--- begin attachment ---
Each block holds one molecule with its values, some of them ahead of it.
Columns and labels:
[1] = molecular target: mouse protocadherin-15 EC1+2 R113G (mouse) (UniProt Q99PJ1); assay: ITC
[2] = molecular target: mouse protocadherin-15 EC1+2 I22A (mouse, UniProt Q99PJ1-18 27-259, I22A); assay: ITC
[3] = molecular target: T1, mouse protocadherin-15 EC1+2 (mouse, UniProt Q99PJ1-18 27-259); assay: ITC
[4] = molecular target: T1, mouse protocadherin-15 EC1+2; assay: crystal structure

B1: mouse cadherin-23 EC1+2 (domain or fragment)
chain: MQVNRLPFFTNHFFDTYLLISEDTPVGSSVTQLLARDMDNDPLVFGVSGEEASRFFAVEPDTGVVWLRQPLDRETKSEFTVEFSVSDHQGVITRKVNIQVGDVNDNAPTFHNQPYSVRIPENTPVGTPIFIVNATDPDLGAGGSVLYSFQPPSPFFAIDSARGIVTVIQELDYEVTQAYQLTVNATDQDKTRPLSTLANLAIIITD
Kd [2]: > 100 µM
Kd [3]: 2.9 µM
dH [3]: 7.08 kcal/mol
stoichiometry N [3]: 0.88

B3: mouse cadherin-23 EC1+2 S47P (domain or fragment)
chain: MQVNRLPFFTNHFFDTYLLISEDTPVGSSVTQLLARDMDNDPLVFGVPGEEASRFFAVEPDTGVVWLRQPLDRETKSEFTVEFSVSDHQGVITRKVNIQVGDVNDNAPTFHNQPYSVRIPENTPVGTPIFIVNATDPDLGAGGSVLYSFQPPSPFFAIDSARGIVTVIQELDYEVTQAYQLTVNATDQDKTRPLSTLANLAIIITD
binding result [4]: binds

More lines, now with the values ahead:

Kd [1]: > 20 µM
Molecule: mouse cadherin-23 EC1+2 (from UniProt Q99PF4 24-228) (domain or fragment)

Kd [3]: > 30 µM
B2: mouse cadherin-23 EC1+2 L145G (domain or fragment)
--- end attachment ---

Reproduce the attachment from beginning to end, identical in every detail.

Each block holds one molecule with its values, some of them ahead of it.
Columns and labels:
[1] = molecular target: mouse protocadherin-15 EC1+2 R113G (mouse) (UniProt Q99PJ1); assay: ITC
[2] = molecular target: mouse protocadherin-15 EC1+2 I22A (mouse, UniProt Q99PJ1-18 27-259, I22A); assay: ITC
[3] = molecular target: T1, mouse protocadherin-15 EC1+2 (mouse, UniProt Q99PJ1-18 27-259); assay: ITC
[4] = molecular target: T1, mouse protocadherin-15 EC1+2; assay: crystal structure

B1: mouse cadherin-23 EC1+2 (domain or fragment)
chain: MQVNRLPFFTNHFFDTYLLISEDTPVGSSVTQLLARDMDNDPLVFGVSGEEASRFFAVEPDTGVVWLRQPLDRETKSEFTVEFSVSDHQGVITRKVNIQVGDVNDNAPTFHNQPYSVRIPENTPVGTPIFIVNATDPDLGAGGSVLYSFQPPSPFFAIDSARGIVTVIQELDYEVTQAYQLTVNATDQDKTRPLSTLANLAIIITD
Kd [2]: > 100 µM
Kd [3]: 2.9 µM
dH [3]: 7.08 kcal/mol
stoichiometry N [3]: 0.88

B3: mouse cadherin-23 EC1+2 S47P (domain or fragment)
chain: MQVNRLPFFTNHFFDTYLLISEDTPVGSSVTQLLARDMDNDPLVFGVPGEEASRFFAVEPDTGVVWLRQPLDRETKSEFTVEFSVSDHQGVITRKVNIQVGDVNDNAPTFHNQPYSVRIPENTPVGTPIFIVNATDPDLGAGGSVLYSFQPPSPFFAIDSARGIVTVIQELDYEVTQAYQLTVNATDQDKTRPLSTLANLAIIITD
binding result [4]: binds

More lines, now with the values ahead:

Kd [1]: > 20 µM
Molecule: mouse cadherin-23 EC1+2 (from UniProt Q99PF4 24-228) (domain or fragment)

Kd [3]: > 30 µM
B2: mouse cadherin-23 EC1+2 L145G (domain or fragment)